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Facebook to Introduce Payments Linked to Credit Cards

This article was written by in Privacy and Security. 10 comments.

Now that Facebook is a public company, it’s under pressure by its shareholders and investors to show that it has a plan to generate revenue. The company’s latest plan is to expand its system for virtual payments — the use of credits to buy add-ons to games — to include direct, real payments.

Facebook seems to be as much a part of a young person’s life as email had become for the slightly older generation. Since the company is so ubiquitous without any legitimate competing social networking website with an audience of customers as wide as its own, it’s hard to see how this plan will fail. The company’s executives are betting on the willingness for the site’s users to provide credit card information in order to seamlessly pay for who-knows-what online in their own currencies, with Facebook taking a nice cut from every transaction. (After all, there’s no competition in this space, and probably no regulation applies, so Facebook could take as big of a percentage of each transaction as they want.)

FacebookWith 900 million users worldwide, Facebook only needs a small percentage of users accepting this new technology in order to build a significant revenue source. In fact, if this catches on well enough, there’s no reason Facebook couldn’t become one of the most profitable businesses in the world. I wonder how history will look back on those of us who said Facebook’s IPO at $35 or so a share was wildly overpriced. It’s true that most of the 900 million users globally do not have access to credit cards, but this is probably only a temporary barrier. Access to credit will eventually grow in developing nations, but even if it doesn’t grow quickly, Facebook can surely find a way to serve users who want to spend their cash.

There is a general feeling in the media that people over-share on social media websites like Facebook, and a very vocal minority wonders why people are willing to share the most intimate details in their lives with a computer database that churns the information and presents it to marketers as a goldmine of data enabling companies to better sell their products. People wonder why someone would take things they create, like photographs, music, and essays, and provide the right for Facebook to keep this information and redistribute it in any form the company determines might increase profits for its shareholders.

If you use Facebook in this way and don’t see any sign of it dissipating, it makes sense to own some shares. that way, the company might be profiting on the details of your life, but you will, too.

Back to the issue of credit cards, up until this point, users have shared quite a bit of personal information with Facebook despite the company’s many gaffs related to privacy. The sharing of credit card numbers, however, needs to be held up to a higher scrutiny. A database of the world’s credit cards could wreak havoc in the wrong hands. And like companies that offer barely-visible subscriptions, such as those that perpetrate the trial offer scam, Facebook could easily take advantage of the less financially-savvy selection of users who might not notice their Facebook credit card charges or who might notice the charges but not consider how the expenses add up over time.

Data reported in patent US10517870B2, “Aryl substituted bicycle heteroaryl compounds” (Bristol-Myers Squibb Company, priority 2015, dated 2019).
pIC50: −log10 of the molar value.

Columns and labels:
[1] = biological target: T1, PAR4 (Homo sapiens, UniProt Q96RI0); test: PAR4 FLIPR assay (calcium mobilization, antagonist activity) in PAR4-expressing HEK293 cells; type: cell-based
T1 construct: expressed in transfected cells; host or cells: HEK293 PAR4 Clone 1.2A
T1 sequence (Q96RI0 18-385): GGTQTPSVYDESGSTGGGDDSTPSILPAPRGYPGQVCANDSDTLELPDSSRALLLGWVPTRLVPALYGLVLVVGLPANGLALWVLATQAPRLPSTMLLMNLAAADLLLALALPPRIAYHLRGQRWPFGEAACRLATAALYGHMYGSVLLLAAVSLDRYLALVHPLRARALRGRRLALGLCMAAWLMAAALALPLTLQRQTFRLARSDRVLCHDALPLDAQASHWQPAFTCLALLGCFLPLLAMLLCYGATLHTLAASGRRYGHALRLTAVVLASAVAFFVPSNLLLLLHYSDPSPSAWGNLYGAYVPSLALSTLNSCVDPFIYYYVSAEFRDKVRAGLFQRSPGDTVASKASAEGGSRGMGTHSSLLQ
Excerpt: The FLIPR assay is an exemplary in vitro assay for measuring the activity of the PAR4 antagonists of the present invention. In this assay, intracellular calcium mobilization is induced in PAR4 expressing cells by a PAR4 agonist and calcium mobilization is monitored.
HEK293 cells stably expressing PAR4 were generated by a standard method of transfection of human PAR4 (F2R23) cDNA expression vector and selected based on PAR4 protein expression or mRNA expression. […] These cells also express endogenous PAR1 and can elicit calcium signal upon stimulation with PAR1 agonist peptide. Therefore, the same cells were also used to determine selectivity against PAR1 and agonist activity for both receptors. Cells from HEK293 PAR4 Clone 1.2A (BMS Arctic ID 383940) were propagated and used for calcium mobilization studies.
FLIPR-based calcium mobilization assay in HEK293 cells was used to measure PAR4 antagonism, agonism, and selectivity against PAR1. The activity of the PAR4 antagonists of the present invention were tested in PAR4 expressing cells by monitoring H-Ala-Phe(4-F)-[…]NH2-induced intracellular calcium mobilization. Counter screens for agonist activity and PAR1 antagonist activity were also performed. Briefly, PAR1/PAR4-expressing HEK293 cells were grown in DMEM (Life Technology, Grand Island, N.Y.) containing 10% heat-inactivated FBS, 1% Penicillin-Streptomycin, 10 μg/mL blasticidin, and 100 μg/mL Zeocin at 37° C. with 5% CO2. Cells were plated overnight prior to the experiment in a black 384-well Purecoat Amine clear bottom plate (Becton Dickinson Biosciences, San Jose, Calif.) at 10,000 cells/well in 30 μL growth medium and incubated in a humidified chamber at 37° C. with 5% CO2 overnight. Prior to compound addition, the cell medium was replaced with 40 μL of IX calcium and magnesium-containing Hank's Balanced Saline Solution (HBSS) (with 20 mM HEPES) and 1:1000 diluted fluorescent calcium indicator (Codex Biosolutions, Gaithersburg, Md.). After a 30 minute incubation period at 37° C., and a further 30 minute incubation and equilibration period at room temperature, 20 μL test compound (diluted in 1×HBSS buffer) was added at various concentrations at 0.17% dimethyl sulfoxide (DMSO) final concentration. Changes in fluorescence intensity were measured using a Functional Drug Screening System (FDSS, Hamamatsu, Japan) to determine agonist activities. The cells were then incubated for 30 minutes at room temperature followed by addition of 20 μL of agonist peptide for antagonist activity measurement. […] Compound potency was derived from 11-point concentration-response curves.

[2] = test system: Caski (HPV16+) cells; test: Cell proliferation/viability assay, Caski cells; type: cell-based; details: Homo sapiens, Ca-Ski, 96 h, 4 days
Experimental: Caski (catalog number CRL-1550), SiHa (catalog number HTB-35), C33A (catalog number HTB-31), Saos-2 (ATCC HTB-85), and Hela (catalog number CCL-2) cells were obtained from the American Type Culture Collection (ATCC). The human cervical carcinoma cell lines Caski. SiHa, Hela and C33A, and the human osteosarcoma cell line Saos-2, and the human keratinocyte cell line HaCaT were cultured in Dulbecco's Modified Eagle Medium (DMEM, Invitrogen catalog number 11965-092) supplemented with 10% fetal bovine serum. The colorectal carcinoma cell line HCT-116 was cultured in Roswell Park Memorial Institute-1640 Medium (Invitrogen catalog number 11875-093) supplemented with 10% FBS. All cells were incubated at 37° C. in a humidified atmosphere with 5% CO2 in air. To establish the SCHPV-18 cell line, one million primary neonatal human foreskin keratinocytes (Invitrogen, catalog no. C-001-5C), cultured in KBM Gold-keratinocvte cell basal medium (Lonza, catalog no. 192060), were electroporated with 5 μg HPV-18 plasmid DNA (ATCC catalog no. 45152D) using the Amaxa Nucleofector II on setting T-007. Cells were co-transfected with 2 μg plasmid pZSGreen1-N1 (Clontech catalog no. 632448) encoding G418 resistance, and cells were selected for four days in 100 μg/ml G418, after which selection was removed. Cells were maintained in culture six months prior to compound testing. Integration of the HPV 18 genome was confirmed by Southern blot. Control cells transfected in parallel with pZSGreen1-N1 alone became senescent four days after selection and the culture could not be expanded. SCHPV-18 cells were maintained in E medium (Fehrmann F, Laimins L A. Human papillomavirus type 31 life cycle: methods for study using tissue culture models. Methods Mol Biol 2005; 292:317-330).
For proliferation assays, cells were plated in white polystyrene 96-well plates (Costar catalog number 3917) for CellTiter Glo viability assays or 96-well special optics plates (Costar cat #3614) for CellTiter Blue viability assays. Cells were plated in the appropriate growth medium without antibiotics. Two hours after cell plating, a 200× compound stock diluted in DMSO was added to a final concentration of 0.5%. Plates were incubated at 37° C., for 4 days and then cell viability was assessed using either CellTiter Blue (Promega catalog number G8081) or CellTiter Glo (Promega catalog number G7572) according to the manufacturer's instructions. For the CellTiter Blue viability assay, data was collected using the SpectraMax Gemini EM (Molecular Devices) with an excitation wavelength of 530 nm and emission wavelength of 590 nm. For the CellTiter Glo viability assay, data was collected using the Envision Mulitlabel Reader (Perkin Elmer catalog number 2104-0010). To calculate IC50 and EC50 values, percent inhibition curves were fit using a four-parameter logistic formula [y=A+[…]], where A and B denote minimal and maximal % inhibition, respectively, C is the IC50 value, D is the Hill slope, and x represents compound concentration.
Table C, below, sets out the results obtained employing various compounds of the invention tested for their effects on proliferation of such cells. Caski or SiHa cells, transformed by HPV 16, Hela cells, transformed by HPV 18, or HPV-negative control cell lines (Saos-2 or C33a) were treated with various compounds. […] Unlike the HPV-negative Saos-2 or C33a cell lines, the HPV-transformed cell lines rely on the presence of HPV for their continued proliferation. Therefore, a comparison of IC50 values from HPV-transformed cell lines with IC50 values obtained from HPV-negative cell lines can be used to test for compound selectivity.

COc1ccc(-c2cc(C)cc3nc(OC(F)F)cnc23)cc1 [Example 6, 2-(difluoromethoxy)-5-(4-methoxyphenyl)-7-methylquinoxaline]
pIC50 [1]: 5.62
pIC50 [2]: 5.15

If you’ve purchased anything online in the past, Facebook will find a way to offer exclusive products that are interest to you, and linking your credit card to Facebook may be the only way to acquire whatever it is you desire. Facebook could easily emulate iTunes, Amazon, Spotify, and other revenue-generating sites. They could emulate Target and Wal-Mart, companies that offer unique products only available in their respective stores. The more I think about it, the more inevitable I think Facebook’s success will be with this plan. There just aren’t enough users willing to protest Facebook’s grab for credit card numbers for dissent to make a difference.

Will you provide your credit card number to Facebook to make it simple to buy products online? It’s hard to answer this question until Facebook shows what they have to offer, but it’s inevitable that a company as large as Facebook will be able to determine exactly what their users want and offer it to those users in a way they can’t acquire it elsewhere.

Published or updated June 20, 2012.

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About the author

Luke Landes is the founder of Consumerism Commentary. He has been blogging and writing for the internet since 1995 and has been building online communities since 1991. Find out more about Luke Landes and follow him on Twitter. View all articles by .

{ 10 comments… read them below or add one }

avatar 1 Anonymous